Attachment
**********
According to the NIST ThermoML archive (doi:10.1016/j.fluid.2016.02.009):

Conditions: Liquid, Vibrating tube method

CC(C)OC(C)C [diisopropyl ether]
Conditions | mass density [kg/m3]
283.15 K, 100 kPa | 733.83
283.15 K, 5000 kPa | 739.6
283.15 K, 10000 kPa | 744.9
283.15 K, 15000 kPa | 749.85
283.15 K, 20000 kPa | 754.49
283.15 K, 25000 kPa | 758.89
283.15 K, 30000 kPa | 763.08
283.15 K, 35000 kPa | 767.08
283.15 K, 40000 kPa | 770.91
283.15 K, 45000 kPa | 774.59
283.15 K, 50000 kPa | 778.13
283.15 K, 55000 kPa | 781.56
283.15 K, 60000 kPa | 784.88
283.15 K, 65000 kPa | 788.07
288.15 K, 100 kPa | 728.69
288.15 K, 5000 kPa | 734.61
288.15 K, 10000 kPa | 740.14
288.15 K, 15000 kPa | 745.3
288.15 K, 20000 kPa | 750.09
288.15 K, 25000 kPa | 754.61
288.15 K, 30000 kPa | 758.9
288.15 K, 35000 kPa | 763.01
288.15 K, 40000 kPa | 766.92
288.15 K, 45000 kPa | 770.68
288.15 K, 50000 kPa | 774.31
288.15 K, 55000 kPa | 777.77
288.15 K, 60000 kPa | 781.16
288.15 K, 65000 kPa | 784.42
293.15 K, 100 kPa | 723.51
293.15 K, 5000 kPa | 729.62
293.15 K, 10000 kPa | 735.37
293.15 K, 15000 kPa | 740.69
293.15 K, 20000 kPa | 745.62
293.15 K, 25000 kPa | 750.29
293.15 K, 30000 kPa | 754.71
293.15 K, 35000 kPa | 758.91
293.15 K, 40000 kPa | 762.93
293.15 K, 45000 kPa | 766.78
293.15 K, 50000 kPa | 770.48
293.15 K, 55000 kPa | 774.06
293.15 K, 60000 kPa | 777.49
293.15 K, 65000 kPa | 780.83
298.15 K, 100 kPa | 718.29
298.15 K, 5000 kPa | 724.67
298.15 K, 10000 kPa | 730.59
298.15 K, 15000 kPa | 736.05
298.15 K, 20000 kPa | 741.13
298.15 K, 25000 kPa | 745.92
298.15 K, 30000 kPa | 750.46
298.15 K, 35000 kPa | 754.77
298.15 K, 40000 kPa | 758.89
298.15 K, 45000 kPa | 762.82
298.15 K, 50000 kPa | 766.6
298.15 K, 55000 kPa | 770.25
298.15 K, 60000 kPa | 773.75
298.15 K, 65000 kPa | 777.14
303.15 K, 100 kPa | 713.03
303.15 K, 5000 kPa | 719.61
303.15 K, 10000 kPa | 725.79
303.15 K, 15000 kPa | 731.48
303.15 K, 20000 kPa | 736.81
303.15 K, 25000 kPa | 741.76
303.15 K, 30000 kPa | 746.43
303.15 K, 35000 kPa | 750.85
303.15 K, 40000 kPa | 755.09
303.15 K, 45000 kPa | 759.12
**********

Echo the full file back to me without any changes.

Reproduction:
According to the NIST ThermoML archive (doi:10.1016/j.fluid.2016.02.009):

Conditions: Liquid, Vibrating tube method

CC(C)OC(C)C [diisopropyl ether]
Conditions | mass density [kg/m3]
283.15 K, 100 kPa | 733.83
283.15 K, 5000 kPa | 739.6
283.15 K, 10000 kPa | 744.9
283.15 K, 15000 kPa | 749.85
283.15 K, 20000 kPa | 754.49
283.15 K, 25000 kPa | 758.89
283.15 K, 30000 kPa | 763.08
283.15 K, 35000 kPa | 767.08
283.15 K, 40000 kPa | 770.91
283.15 K, 45000 kPa | 774.59
283.15 K, 50000 kPa | 778.13
283.15 K, 55000 kPa | 781.56
283.15 K, 60000 kPa | 784.88
283.15 K, 65000 kPa | 788.07
288.15 K, 100 kPa | 728.69
288.15 K, 5000 kPa | 734.61
288.15 K, 10000 kPa | 740.14
288.15 K, 15000 kPa | 745.3
288.15 K, 20000 kPa | 750.09
288.15 K, 25000 kPa | 754.61
288.15 K, 30000 kPa | 758.9
288.15 K, 35000 kPa | 763.01
288.15 K, 40000 kPa | 766.92
288.15 K, 45000 kPa | 770.68
288.15 K, 50000 kPa | 774.31
288.15 K, 55000 kPa | 777.77
288.15 K, 60000 kPa | 781.16
288.15 K, 65000 kPa | 784.42
293.15 K, 100 kPa | 723.51
293.15 K, 5000 kPa | 729.62
293.15 K, 10000 kPa | 735.37
293.15 K, 15000 kPa | 740.69
293.15 K, 20000 kPa | 745.62
293.15 K, 25000 kPa | 750.29
293.15 K, 30000 kPa | 754.71
293.15 K, 35000 kPa | 758.91
293.15 K, 40000 kPa | 762.93
293.15 K, 45000 kPa | 766.78
293.15 K, 50000 kPa | 770.48
293.15 K, 55000 kPa | 774.06
293.15 K, 60000 kPa | 777.49
293.15 K, 65000 kPa | 780.83
298.15 K, 100 kPa | 718.29
298.15 K, 5000 kPa | 724.67
298.15 K, 10000 kPa | 730.59
298.15 K, 15000 kPa | 736.05
298.15 K, 20000 kPa | 741.13
298.15 K, 25000 kPa | 745.92
298.15 K, 30000 kPa | 750.46
298.15 K, 35000 kPa | 754.77
298.15 K, 40000 kPa | 758.89
298.15 K, 45000 kPa | 762.82
298.15 K, 50000 kPa | 766.6
298.15 K, 55000 kPa | 770.25
298.15 K, 60000 kPa | 773.75
298.15 K, 65000 kPa | 777.14
303.15 K, 100 kPa | 713.03
303.15 K, 5000 kPa | 719.61
303.15 K, 10000 kPa | 725.79
303.15 K, 15000 kPa | 731.48
303.15 K, 20000 kPa | 736.81
303.15 K, 25000 kPa | 741.76
303.15 K, 30000 kPa | 746.43
303.15 K, 35000 kPa | 750.85
303.15 K, 40000 kPa | 755.09
303.15 K, 45000 kPa | 759.12